Some stories are too hard to tell
Some stories are too hard to tell. I went to do an interview with Barbara on post-traumatic stress (PTS, also known as PTSD) and ended up going through my own soul-searching quest of the mind.
I went with a list of questions and a goal to achieve the answers to those questions. In return, I left with more questions than I arrived with. I left wondering why there is so much pain and suffering in this world and how do we go about soothing and solving the heartaches of the mind. One thing that I took away was a quote that was given to me from Belleruth Naparstek which states, “As hard and painful as the journey to healing is, once people come through it, they usually discover that it brings an unanticipated windfall of blessings. This bounty, bought, admittedly, at far too heavy a price, is almost always shared readily with others.”
I could give you the details of Barbara’s life, how she suffered through PTS and the ways she has found peace in her life. We could look at her story and dissect the situations and solutions, but in the end we would simply have just looked at one life going through PTS. I know that Barbara would not want this, but would prefer that others, through her story, would find help for going through PTS.
Defined by the National Alliance on Mental Illness on its web site, “PTSD includes both an event that threatens injury to self or others and a response to those events that involves persistent fear, helplessness or horror.”
The National Alliance on Mental Illness also explains, “Recent scientific understanding shows that experiencing traumatic events can change the way our brains function. Especially with severe or repeated exposure, the brain can be affected in such a way that makes a person feel like the event is happening again and again. Repeated experience of the traumatic event can prevent healing and keep a person stuck in a pattern that may induce anxiety, sleeplessness, anger or an increased possibility of substance abuse.”
With so many service members, victims of abuse and survivors of natural disasters suffering with PTS, we as a society must step up to the calling of those in need of help. We have all seen the stereotyped veteran who goes through nightmares of a past experience. However, what would we do if that veteran was a friend, a family member or even you? We would all call for more studies and more monetary support for those suffering, but where do we start in reaching recovery for the individual?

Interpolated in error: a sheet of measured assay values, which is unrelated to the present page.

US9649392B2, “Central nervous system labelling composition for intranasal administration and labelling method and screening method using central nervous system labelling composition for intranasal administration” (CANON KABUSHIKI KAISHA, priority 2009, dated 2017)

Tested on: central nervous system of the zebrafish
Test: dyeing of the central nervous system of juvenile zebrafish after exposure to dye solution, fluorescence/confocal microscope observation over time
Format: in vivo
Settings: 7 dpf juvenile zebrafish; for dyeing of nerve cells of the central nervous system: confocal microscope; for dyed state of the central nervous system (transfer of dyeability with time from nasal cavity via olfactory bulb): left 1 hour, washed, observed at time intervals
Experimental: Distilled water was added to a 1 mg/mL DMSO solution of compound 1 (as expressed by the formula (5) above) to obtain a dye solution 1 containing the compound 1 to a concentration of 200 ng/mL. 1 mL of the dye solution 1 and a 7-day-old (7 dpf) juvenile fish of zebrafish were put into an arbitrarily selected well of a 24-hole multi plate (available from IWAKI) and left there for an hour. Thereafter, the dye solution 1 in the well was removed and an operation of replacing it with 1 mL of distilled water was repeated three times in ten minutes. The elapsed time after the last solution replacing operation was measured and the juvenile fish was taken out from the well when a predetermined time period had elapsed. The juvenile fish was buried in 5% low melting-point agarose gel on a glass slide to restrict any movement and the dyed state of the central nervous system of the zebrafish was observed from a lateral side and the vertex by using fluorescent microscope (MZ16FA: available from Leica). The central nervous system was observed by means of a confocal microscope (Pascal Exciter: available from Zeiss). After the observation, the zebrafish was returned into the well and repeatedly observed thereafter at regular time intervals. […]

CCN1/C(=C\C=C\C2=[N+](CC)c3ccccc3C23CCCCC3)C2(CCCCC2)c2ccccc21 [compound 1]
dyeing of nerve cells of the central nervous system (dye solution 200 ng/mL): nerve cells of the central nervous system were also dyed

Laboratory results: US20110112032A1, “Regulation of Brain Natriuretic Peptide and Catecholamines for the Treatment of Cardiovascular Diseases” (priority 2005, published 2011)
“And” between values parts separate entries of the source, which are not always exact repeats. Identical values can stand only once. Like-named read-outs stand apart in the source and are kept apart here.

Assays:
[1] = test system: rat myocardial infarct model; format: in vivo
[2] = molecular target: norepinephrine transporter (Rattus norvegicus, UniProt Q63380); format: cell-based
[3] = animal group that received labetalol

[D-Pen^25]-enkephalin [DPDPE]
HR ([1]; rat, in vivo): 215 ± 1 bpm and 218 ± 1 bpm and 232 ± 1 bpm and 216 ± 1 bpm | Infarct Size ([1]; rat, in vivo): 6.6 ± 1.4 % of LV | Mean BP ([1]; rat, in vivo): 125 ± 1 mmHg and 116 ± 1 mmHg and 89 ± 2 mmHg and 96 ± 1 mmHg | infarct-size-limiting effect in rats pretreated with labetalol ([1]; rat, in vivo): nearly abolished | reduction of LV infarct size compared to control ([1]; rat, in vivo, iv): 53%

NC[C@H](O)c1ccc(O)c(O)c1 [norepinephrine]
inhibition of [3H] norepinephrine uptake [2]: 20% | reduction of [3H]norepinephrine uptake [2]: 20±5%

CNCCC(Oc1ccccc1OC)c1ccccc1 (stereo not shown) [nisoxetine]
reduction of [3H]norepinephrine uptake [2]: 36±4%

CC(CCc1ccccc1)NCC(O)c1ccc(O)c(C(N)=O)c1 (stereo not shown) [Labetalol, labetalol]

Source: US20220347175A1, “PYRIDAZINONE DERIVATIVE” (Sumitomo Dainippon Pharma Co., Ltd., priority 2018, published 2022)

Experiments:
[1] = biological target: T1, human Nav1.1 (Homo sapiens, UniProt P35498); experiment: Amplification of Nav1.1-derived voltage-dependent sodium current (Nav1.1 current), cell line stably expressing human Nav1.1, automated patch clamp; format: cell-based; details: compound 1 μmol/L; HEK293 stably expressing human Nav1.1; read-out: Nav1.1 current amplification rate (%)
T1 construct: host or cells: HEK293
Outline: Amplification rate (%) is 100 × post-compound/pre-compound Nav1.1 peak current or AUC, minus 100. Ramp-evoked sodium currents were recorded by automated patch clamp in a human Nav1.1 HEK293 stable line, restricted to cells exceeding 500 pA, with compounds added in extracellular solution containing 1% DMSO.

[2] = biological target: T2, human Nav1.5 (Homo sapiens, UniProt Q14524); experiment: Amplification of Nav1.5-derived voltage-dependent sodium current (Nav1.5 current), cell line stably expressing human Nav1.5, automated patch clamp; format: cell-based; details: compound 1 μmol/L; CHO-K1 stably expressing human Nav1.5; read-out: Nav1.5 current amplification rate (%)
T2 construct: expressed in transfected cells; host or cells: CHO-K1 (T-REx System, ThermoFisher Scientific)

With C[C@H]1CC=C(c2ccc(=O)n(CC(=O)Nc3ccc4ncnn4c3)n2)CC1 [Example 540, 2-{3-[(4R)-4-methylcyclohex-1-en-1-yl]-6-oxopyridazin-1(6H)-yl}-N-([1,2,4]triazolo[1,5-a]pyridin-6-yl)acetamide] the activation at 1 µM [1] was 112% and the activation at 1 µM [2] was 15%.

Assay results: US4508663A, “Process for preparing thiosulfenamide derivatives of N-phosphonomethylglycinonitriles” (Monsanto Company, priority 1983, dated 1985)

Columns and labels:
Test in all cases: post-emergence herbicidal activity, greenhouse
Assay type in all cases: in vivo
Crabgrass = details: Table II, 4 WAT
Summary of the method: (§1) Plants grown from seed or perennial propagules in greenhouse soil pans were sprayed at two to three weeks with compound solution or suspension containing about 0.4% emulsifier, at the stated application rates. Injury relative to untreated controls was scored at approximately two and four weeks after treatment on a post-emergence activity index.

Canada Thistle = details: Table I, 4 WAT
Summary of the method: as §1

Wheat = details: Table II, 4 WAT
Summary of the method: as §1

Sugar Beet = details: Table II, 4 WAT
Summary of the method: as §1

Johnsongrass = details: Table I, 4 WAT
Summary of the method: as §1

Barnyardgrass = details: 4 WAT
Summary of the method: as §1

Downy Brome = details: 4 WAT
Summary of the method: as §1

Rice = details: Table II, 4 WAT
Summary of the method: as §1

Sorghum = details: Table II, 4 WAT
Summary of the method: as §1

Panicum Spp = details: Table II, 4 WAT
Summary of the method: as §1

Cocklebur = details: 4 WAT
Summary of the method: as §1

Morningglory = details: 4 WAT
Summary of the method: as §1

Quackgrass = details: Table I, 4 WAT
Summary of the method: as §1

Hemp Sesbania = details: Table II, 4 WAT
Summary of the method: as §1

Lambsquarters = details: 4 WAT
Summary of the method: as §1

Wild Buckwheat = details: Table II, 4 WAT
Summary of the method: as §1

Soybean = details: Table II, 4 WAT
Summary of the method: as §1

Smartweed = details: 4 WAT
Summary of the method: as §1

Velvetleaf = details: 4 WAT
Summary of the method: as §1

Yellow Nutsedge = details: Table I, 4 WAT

There are therapies and medicines for those suffering with PTS, and no one should have to suffer when there are tools in reaching recovery. No matter the illness — schizophrenia, bipolar, depression or PTS — we are all worthy of the recovery that is waiting for us.
For Barbara, recovery found a renewed purpose with an injured and battered stray dog. Barbara found something that was in need of help. The dog that couldn’t help itself was also battling injuries that most would have judged too difficult to recover from. In nursing this dog back from death’s doorstep, Barbara, with the help of her husband, realized that her own life, bruised and battered, could be healed as well.
May we all have the compassion and love to take the time to help those who are in need of help, even if we may never see the results of our help.
Mindfulness is brought to you by NAMI Montelores, your local NAMI affiliate. NAMI is the National Alliance on Mental Illness, the nation’s largest grassroots mental health organization dedicated to improving the lives of individuals and families affected by mental illness. NAMI recognizes that the key concepts of recovery, resiliency and support are essential to improving the wellness and quality of life of all persons affected by mental illness. NAMI provides support, education, and advocacy for individuals and families through community classes, in-service trainings, support groups, and more. For more information please contact Geri Sanders at (970) 759-2416.
Randy Davis is a member of NAMI Montelores . He can be reached at email@example.com.